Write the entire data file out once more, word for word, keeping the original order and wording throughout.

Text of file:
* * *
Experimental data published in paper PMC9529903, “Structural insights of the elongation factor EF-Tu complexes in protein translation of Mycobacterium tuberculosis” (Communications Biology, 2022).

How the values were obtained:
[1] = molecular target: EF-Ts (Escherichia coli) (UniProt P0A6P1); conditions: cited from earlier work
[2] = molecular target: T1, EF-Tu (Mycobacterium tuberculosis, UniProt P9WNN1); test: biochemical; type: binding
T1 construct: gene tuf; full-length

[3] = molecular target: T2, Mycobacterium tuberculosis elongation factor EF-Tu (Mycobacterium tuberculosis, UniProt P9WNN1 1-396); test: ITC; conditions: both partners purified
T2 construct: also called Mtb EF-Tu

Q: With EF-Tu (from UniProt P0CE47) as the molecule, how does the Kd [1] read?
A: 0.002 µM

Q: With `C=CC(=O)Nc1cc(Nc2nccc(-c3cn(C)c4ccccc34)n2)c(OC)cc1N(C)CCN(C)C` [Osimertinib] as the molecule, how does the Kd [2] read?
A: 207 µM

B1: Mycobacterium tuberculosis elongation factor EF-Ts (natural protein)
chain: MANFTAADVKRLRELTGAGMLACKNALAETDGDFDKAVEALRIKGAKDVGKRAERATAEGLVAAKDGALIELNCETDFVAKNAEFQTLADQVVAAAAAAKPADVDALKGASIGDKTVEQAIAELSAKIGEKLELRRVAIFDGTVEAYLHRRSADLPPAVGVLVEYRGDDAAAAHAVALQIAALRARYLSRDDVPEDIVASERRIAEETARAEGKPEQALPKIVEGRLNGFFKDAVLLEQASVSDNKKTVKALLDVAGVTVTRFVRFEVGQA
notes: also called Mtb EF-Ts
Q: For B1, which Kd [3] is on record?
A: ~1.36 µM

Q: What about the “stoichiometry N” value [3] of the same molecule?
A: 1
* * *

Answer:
Experimental data published in paper PMC9529903, “Structural insights of the elongation factor EF-Tu complexes in protein translation of Mycobacterium tuberculosis” (Communications Biology, 2022).

How the values were obtained:
[1] = molecular target: EF-Ts (Escherichia coli) (UniProt P0A6P1); conditions: cited from earlier work
[2] = molecular target: T1, EF-Tu (Mycobacterium tuberculosis, UniProt P9WNN1); test: biochemical; type: binding
T1 construct: gene tuf; full-length

[3] = molecular target: T2, Mycobacterium tuberculosis elongation factor EF-Tu (Mycobacterium tuberculosis, UniProt P9WNN1 1-396); test: ITC; conditions: both partners purified
T2 construct: also called Mtb EF-Tu

Q: With EF-Tu (from UniProt P0CE47) as the molecule, how does the Kd [1] read?
A: 0.002 µM

Q: With `C=CC(=O)Nc1cc(Nc2nccc(-c3cn(C)c4ccccc34)n2)c(OC)cc1N(C)CCN(C)C` [Osimertinib] as the molecule, how does the Kd [2] read?
A: 207 µM

B1: Mycobacterium tuberculosis elongation factor EF-Ts (natural protein)
chain: MANFTAADVKRLRELTGAGMLACKNALAETDGDFDKAVEALRIKGAKDVGKRAERATAEGLVAAKDGALIELNCETDFVAKNAEFQTLADQVVAAAAAAKPADVDALKGASIGDKTVEQAIAELSAKIGEKLELRRVAIFDGTVEAYLHRRSADLPPAVGVLVEYRGDDAAAAHAVALQIAALRARYLSRDDVPEDIVASERRIAEETARAEGKPEQALPKIVEGRLNGFFKDAVLLEQASVSDNKKTVKALLDVAGVTVTRFVRFEVGQA
notes: also called Mtb EF-Ts
Q: For B1, which Kd [3] is on record?
A: ~1.36 µM

Q: What about the “stoichiometry N” value [3] of the same molecule?
A: 1